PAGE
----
I, however, will take the term ideology in the first sense where it is “an action-oriented system of beliefs … to motivate people to do or not do certain things”. This could be read as a neutral definition of the term, and could work for or against disadvantaged people depending on the content of those beliefs. In this sense my article is certainly to motivate people to do something—protect and improve the public education system; and “not to do certain” other things—to handover our education system to private profiteers. There is no masquerading as something else, nothing hidden, the article is plainly to argue this point, be it ideological or otherwise.

I am taking this position openly because if ideology is understood in this sense (liberal sense) then no research can give any direction for policy making without taking help from ideology. Research, in its best form, is wedded to ‘epistemic truth’; and epistemic truth alone can never give you direction for public policy without help from political values. Political values can be said to be coming from ideology. Therefore, ideology is a necessary system of action oriented beliefs and values that can use research as a tool to determine education policy. It is ideology that is the master, research is only a sub-serving tool. Mr. Shah uses an ideology that favours the market and profit making at the cost of public education, I use an ideology that favours public education and wants to guard the society from wolfish profiteering tendencies in the public education. We both are ideological in this sense, but I believe my ideology is for greater common good and his ideology is for market forces, and clams that market forces enhance greater common good.

Mr. Shah’s charge of “ideology masquerading as research” is committing the category mistake of describing my article as ‘research’. It is not, repeat—not, a research article. It is an ethical and political argument made in favour of public education and against handing over education of our children to market; it concludes “[t]he tirade against the PES and RTE is a classic case of giving the dog a bad name with intention to kill it, so that a wolf of their choice could replace it in the name of guarding the house”. The article only uses some claims from research studies, in itself it is an ethical and political argument; and uses democratic principle as the bedrock of the argument. And Mr. Shah should know that policy issues and large scale educational reform issues are essentially ethical and political. Research is nothing but an information gathering tool in such decisions. Therefore, nothing is “masquerading as research” here. It is the ethical position that the ‘ideology’ (if I am allowed to use the term) of democracy demands and supports.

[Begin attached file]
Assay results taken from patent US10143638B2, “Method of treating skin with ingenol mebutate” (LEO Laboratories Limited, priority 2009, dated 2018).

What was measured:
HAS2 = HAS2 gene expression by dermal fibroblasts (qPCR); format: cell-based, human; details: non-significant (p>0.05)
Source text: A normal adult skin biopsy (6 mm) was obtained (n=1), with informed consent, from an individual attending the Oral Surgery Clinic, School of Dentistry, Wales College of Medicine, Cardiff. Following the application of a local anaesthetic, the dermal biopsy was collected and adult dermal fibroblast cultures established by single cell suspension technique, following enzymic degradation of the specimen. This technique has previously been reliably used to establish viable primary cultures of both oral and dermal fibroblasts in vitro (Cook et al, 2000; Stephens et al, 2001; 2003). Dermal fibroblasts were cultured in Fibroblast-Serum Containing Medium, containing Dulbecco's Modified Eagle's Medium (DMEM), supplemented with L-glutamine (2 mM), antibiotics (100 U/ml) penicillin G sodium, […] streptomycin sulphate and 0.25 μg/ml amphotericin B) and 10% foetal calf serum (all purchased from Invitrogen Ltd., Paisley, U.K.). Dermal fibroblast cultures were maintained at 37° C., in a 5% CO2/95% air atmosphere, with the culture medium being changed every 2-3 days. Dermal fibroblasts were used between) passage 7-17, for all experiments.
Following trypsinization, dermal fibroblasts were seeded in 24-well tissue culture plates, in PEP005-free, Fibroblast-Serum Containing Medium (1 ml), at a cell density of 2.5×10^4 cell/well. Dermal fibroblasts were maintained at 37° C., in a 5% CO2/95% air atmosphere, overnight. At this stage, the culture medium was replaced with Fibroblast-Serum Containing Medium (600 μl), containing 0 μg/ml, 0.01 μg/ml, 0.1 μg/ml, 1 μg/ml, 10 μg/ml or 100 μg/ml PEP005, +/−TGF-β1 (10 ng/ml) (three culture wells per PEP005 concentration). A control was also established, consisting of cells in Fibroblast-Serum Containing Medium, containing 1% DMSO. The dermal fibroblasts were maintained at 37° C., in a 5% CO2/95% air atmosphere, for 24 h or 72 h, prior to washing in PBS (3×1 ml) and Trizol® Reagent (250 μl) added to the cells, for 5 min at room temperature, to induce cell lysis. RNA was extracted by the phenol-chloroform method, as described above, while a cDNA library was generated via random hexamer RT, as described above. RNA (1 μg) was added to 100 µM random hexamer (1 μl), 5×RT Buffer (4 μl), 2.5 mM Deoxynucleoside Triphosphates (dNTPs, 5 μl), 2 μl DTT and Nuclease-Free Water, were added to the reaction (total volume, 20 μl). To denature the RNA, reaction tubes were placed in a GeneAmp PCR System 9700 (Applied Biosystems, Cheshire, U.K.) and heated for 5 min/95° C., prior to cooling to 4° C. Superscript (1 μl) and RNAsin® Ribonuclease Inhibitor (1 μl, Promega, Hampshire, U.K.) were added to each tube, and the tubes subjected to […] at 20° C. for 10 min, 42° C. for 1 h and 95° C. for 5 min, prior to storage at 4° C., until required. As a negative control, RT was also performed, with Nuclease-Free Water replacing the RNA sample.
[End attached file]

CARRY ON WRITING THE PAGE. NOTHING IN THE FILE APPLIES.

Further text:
The second charge Mr. Shah wants to lay at my door is “using classic debating tactic of shifting the ground” on the basis of my statement that public education system needs fixing, and then talking about problems with private schools. This is gross misreading of the article or being too attached to one’s own hopes and positions. I open my article by plainly stating that the Public Education System (PES) and RTE are under attack from certain quarters. Then, to be fair, I note that both PES and RTE may need fixing, but the attacks are still not justified. And then go on to define and refute those attacks. There is no sifting ground here, the article stays course steadily; only it does not fulfil Mr. Shah’s desire, which he cherishes on his own accord, without any indication form my article. All I can do is recommend Mr. Shah to read the article again a bit more carefully.